When you think about Snoop and the impact he’s had on the rap game, you will realize that he is beyond legendary. While his hunger to make good music has somewhat dissipated, it seems like this album has got him feeling like it is 1994 again. 





A couple of dudes that are first ballot weedhead hall of famers collaborate together for this old school track.

Snoop Dogg was able to go into the hot tub time machine and create this timeless LA track that got the locs and the khakis poppin’!

Redman starts the song off with his always animated style, reminding folks that he is that one crazy smoker that might do some stupid s–t even though he is almost 50!

B-Real is second, and he reminds listeners that he is that one gang banging smoker that might throw you out of the window if you say you voted for Trump.

Method Man is third, and he reminds listeners that he is that cool/mellow smoker that is probably gonna have to be the babysitter for all the other smokers.

Snoop is the classic smoker that encourages/peer pressures people into smoking. If Uncle Snoop says you have to roll one, you got to roll one.

This starting 5 of smokers is Golden State Warrior-esque.


One of Snoop’s biggest hits to date is  ‘I Wanna Rock’ , and most people will agree that the song is hot mainly because of the heavy hitting old school beat. Well this song has a similar sound, as Snoop took Wu-Tang’s classic ‘C.R.E.A.M.’ beat, and made it even heavier hitting.

He actually sounds like the 94 Snoop on this song, spitting lines that resonate like it used to. Believe it or not, he rides the beat very well, as he describes how he became who he is now, a real OG in the game, and that is something he strived for from the beginning. When he talks in between, you listen like a thug prospect.

What a way to start the album.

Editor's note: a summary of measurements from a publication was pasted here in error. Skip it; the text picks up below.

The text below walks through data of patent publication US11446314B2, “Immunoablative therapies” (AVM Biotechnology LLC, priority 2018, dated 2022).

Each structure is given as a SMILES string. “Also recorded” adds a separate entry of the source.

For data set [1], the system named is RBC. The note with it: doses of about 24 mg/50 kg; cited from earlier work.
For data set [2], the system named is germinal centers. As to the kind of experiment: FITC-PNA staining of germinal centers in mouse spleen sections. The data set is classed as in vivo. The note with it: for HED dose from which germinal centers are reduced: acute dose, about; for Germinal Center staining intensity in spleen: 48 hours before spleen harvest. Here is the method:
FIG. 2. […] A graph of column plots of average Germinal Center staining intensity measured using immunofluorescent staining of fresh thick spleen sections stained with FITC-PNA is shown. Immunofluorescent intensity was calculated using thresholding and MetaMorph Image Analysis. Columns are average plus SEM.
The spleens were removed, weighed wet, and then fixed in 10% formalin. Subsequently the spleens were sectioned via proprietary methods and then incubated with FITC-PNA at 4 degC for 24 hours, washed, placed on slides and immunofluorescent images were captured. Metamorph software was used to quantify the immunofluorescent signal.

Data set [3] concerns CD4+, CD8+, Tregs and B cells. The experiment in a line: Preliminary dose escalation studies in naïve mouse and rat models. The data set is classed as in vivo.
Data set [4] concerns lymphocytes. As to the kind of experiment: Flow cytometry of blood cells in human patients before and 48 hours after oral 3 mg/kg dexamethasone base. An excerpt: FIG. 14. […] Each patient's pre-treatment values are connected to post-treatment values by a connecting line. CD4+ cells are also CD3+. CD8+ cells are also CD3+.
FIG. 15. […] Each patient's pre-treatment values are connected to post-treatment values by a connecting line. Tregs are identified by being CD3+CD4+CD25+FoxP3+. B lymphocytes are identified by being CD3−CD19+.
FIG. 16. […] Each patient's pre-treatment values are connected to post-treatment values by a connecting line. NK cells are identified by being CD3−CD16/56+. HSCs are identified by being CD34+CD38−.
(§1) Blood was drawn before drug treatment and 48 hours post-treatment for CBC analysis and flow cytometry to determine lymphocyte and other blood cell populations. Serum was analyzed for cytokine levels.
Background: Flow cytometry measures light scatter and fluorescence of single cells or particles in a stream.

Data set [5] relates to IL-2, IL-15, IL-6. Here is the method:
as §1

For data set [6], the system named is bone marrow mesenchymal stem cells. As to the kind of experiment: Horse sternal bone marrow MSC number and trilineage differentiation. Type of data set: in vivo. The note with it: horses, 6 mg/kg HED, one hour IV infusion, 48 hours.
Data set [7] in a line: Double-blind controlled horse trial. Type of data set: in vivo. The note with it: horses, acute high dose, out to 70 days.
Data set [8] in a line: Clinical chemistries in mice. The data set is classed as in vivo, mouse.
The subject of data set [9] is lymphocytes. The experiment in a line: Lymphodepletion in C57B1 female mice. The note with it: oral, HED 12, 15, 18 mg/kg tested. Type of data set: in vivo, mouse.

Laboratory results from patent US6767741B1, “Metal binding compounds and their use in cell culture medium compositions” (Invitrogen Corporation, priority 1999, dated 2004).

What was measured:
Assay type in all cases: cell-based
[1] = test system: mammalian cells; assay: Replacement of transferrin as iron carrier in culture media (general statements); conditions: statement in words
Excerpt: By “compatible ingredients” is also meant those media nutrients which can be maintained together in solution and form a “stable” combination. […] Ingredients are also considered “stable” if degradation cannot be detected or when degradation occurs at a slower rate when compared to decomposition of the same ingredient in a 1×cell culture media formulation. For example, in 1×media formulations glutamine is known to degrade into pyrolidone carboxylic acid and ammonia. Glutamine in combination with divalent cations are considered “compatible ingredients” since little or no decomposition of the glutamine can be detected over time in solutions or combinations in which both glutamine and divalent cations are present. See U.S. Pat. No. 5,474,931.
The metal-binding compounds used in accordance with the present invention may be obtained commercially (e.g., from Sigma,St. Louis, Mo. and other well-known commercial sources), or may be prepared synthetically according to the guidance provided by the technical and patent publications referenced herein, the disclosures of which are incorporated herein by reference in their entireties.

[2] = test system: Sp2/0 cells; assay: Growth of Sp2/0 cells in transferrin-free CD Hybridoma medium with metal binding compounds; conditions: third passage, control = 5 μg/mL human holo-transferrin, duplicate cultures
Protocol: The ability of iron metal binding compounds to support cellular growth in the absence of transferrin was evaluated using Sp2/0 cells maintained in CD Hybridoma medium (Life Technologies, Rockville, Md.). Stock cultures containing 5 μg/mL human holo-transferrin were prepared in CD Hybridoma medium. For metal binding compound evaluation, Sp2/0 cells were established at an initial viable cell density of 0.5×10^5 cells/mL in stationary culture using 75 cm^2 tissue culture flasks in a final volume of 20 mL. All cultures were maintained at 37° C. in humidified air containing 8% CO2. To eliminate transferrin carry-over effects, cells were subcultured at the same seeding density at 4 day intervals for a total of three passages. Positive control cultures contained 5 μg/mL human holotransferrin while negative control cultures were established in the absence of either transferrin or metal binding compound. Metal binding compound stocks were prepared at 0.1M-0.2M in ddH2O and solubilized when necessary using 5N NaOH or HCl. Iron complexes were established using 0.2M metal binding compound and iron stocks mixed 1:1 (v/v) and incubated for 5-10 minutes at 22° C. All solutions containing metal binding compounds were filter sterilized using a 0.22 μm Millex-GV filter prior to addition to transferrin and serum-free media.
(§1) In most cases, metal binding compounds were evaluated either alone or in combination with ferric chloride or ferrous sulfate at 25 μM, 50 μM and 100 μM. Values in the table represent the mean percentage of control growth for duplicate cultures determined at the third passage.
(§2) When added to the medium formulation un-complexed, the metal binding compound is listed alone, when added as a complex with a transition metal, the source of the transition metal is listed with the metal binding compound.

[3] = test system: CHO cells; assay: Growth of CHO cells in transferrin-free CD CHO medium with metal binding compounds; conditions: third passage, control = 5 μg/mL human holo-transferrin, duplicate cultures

I’ve stated plenty of times that K. Camp should be a star in this rap game, and in this song you get the K. Camp we all love. On his part, he delivers that infectious club sound that made him a household name in rap circles. Anytime he sounds like ‘The Terminator’, you know you bought to be amped.

Snoop Dogg keeps me interested just enough, and that is mainly because of his legendary swag that he uses on his verses. I don’t be checkin’ for Snoop lyrics anymore, so his swag is all you can ask for on a song by him. I will say this: He sounds like that one veteran tipper that stays in the corner of a strip club looking like a father of 8.

This is definitely a club banger from the Dogg.

2. GO ON

F–k eating dinner at the dining table tonight, this hamburger helper will taste just as good outside while we listen to this summery night song.

Snoop is showing lots of versatility on this album, and this song sorta reminds me of a flashback to the Snoop and Neptunes days.

October gives us something real groovy on the chorus, creating this vintage R&B sound that has always complimented Snoop well.

As smooth as he’s ever been, Snoop pretty much glides through his verses with his classic pimpin’ persona. Nothing really stands out on the lyrics, but enjoy Snoop for being Snoop on it!


Snoop is excellent on this song. He takes his time laying down his verse, showing off the swag of a rap legend.

The chorus by Stresmatic is the best part of this song, as he rides the hydraulic influenced beat perfectly.

You can do every west coast dance to this song.


1.  NEVA LEFT (4.9/5)

2. MOMENT I FEARED (3.8/5)

3. BACC IN DA DAYZ (3.8/5)


5. TRASH BAGS (4.9/5)

6. SWIVEL (5/5)

7. GO ON (4.8/5)

8. BIG MOUTH (3/5)

9. TOSS IT (4/5)

10. 420 (BlAZE UP) (3.7/5)


12. LET US BEGIN (3.6/5)

13. MOUNT KUSHMORE (4.5/5)


15. STILL HERE (3.9/5)



I’ve always loved how Snoop collaborates with the youth to remain relevant, but on this album he really does rely on the OG’s to guide him through.

Lyrically, this might be Snoop’s best album in a while, as he raps with this confidence that I haven’t seen from him in quite some time. What I like most about his lyrics is that there is several different subject matters that Snoop talks about on this album, allowing him to really shine when it comes to the overall content you hear (I actually wouldn’t have minded if this was Snoop’s last album). You can tell he really enjoyed making this album.

The collaborations are spot on from song to song, as Snoop meshed together the perfect individuals for the tone of the record they were on. Surprisingly, not one of the rap features overshadow him, with Snoop really imposing his will as the grand daddy of rap.

With all the praise I heaped on this album so far, I know you’re wondering why I didn’t rate it higher right? While the album is very consistent in many different phases, only a few of the songs wowed me.

If you haven’t heard this album or his last album, you missed out, because Snoop has seemed a lot more inspired. This is really good rap music.